Children’s Day and Golden Week in Japan
Japan has a quite few national holidays in May and one of them is Children’s Day (KODOMONO HI ), celebrated on 5th of May every year. It started as a celebration for boys, to wish them a healthy and happy life. It has now developed into a celebration for not only boys but for all children. In addition, these days it is an opportunity for kids to show their appreciation of their parents for their effort and dedication in raising them.
When spring arrives Japan, flowers are blooming, and the weather is pleasantly warm. A lot of people think April is the best time to visit Japan, which is true if you want to see cherry blossoms. However, weather-wise, May would be a better month. Whilst the weather is already started to warm in April, there still are a few chilly periods whereas May is consistently warm and sunny. Hence if weather is your main concern, then May would be the best season to visit Japan.
If you are planning to visit Japan during the spring season, be mindful that Japan has a week with a series of public holidays starting from the end of April through to the first week of May, which is known as Golden Week. The Golden Week is a combination of a few national holidays including the Children’s Day and a weekend, so can extend as long as 10 days. It is one of the busiest times for any of the popular tourist destinations throughout Japan. Pre Covid-19, you could expect large crowds everywhere you visit at this time and rather long queues to get into any popular sightseeing places. With the current situation and the world aiming to get back to normality, you would not expect a large crowd this year.
How is the Children’s Day celebrated in Japan?
KOINOBORI (carp streamers)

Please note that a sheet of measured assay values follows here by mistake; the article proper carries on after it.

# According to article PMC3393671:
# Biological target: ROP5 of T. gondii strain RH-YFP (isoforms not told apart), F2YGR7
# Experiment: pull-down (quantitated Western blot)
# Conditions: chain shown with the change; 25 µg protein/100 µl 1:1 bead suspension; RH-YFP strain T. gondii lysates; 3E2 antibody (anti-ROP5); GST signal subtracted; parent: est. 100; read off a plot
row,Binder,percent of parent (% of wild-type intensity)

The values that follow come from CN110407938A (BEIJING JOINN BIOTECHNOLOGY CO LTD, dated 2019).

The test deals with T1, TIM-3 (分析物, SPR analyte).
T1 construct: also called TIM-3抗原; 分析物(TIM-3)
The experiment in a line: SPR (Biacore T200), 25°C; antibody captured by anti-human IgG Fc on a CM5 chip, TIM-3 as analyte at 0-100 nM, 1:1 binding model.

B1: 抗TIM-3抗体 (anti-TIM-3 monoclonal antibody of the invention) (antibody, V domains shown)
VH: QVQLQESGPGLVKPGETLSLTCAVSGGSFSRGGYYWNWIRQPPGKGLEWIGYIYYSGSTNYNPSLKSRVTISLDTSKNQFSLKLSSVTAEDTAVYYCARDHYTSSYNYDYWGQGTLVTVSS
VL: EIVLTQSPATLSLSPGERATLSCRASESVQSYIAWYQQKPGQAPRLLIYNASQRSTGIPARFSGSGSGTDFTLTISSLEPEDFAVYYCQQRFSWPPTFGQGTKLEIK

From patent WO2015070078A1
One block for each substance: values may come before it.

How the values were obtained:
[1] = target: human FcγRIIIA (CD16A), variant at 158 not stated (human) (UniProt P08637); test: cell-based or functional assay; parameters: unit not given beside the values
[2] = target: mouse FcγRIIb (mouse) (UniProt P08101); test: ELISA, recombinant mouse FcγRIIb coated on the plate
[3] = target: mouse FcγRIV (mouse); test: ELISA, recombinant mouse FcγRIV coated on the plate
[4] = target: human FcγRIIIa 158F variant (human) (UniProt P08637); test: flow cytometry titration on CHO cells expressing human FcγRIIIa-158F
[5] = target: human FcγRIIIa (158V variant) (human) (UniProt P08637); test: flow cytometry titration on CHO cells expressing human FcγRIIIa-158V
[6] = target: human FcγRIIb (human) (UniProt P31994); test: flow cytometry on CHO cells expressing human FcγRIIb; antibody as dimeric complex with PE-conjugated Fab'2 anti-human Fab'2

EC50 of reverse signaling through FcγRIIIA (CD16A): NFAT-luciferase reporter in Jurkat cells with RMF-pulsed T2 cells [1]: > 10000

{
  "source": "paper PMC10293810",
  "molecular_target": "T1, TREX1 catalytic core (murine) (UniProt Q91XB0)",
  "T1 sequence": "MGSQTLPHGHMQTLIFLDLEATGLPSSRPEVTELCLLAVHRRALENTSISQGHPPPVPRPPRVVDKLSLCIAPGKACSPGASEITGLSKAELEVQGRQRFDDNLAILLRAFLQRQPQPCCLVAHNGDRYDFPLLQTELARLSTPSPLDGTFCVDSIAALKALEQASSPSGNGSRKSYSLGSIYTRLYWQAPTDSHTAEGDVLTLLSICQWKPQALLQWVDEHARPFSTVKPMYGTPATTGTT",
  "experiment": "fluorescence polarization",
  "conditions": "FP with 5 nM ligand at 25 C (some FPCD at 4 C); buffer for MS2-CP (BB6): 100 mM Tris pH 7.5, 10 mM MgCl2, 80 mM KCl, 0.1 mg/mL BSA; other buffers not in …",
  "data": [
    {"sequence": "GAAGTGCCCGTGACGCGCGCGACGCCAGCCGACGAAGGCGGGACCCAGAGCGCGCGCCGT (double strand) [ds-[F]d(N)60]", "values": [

When the children’s day is getting closer, some houses hang up the carp streamers (called KOI NOBORI in Japanese) on their balconies or in their backyard. Carp is a symbol of strength, courage, and success. So, the families hang out the carp streamers in the hope that their children will grow up well. When the wind blows, it looks as if the carps are swimming in the sky. As you can see in the picture, there are usually a few carp in one set. The black carp, the largest one, represents the father and the red carp represents the mother, the blue carp represents a child (traditionally, the son) and if you have more kids in the family, usually more carp streamers such as pink, green and orange ones can be added representing other siblings.
GOGATSU NINGYO (May dolls) & KABUTO (warrior helmet)
Besides the carp streamers, another typical item that is part of celebrating Children’s Day is GOGATSU NINGYO (May dolls) which contain samurai armor, sword and KABUTO (a warrior helmet as pictured here). They are usually displayed in a prominent place in the house to represent the parent’s wishes to raise strong and powerful boys.
What food is eaten to celebrate Children’s Day in Japan?
You will find special Japanese sweets sold at confectionary shops and supermarkets throughout Japan around the time of children’s day. They are very traditional Japanese sweets and have been eaten by Japanese people for centuries.
Chimaki is a steamed glutinous rice dumpling wrapped in a bamboo leaf.
2. KASHIWA MOCHI
Kashiwa mochi is a rice cake filled with sweet red bean paste and wrapped in oak leaves (Kashiwa) which symbolise good fortune and prosperity. This is because the oak tree does not shed its old leaves until new ones have grown.
Journey to the East offers tours with May departures. One of our most popular group tours at this time is the “Garden and Art Tour of Japan “. For more information, please visit,
If you prefer to travel with your own private group, then Journey to the East can help you with a tailor-made tour. Please check out our Private Tours page. We have a range of model itineraries for private tours to start planning your next holiday to Japan. Let us assist you with creating the trip of a lifetime! Why not chat with one of our professional travel consultants through our Contact Us page.
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